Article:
Japan and Hair-Trigger Alert

Published Mar 31, 2015 Updated Apr 2, 2015


Though some U.S. analysts believe otherwise, an overwhelming majority of Japanese citizens and elected representatives would support the United States removing land-based missiles from hair-trigger alert. Over the past 15 years, successive Japanese administrations from across the nation’s political spectrum have embraced this policy change, which would lower the risk of an accidental or unauthorized nuclear launch.

Despite this, many U.S. security experts argue that removing U.S. weapons from hair-trigger alert would undermine U.S.-Japanese military relations. Since World War II, Japan has relied on U.S. assurances that it would protect Japan in the event of a nuclear attack. U.S. analysts argue that removing hair-trigger alert would undermine those assurances, prompting Japan to launch its own nuclear weapons program.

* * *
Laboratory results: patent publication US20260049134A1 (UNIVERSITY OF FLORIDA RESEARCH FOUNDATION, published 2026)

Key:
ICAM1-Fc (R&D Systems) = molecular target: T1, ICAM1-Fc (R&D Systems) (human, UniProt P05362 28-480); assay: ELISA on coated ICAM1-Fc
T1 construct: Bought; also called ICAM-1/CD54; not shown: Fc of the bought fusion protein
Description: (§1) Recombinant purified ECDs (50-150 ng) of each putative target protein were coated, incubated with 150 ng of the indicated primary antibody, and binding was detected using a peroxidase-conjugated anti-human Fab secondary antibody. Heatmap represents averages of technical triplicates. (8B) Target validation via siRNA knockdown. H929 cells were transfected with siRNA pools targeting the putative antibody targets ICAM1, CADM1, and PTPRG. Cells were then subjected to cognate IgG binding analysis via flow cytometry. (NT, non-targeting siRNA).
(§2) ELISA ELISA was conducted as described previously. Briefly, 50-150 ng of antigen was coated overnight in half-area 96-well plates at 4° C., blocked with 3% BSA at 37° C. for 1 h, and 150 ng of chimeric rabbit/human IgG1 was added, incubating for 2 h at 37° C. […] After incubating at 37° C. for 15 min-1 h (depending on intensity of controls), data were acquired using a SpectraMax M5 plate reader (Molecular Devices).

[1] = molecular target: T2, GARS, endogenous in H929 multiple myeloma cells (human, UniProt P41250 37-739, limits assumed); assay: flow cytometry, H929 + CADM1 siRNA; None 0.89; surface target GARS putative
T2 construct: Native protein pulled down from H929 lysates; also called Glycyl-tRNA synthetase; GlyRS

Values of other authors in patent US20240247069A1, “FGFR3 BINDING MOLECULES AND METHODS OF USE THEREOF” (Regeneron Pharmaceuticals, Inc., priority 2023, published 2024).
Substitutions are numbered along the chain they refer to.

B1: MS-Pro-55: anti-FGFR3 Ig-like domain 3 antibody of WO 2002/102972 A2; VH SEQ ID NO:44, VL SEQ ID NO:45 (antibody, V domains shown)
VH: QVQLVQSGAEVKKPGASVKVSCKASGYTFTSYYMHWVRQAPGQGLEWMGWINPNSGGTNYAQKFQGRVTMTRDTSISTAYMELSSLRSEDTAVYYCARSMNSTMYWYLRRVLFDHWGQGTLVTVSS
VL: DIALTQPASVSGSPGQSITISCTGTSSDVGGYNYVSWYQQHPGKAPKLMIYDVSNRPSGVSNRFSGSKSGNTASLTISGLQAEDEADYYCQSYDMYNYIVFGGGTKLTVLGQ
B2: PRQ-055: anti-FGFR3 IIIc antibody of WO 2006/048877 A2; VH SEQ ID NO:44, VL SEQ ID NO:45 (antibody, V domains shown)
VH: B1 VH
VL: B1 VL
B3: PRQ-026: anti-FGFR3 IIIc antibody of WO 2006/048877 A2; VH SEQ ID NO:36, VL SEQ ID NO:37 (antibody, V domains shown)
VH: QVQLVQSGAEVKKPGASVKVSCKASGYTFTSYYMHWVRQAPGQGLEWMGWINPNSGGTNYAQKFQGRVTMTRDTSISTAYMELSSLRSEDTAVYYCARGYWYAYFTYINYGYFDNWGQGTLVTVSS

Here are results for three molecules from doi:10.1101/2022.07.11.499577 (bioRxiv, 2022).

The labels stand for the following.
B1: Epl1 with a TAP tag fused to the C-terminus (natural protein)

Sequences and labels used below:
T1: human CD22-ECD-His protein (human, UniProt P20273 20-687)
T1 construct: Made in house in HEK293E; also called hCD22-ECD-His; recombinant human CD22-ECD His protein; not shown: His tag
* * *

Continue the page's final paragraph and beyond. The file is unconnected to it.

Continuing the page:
These fears are unfounded. As recently as 2014, Japan’s conservative leadership called on the United States and others to “take steps towards de-alerting their nuclear forces to help lower the risk of inadvertent use.” This mirrors numerous earlier official statements, and is supported by most Japanese citizens, nearly half of whom consider nuclear weapons the greatest danger in the world. 

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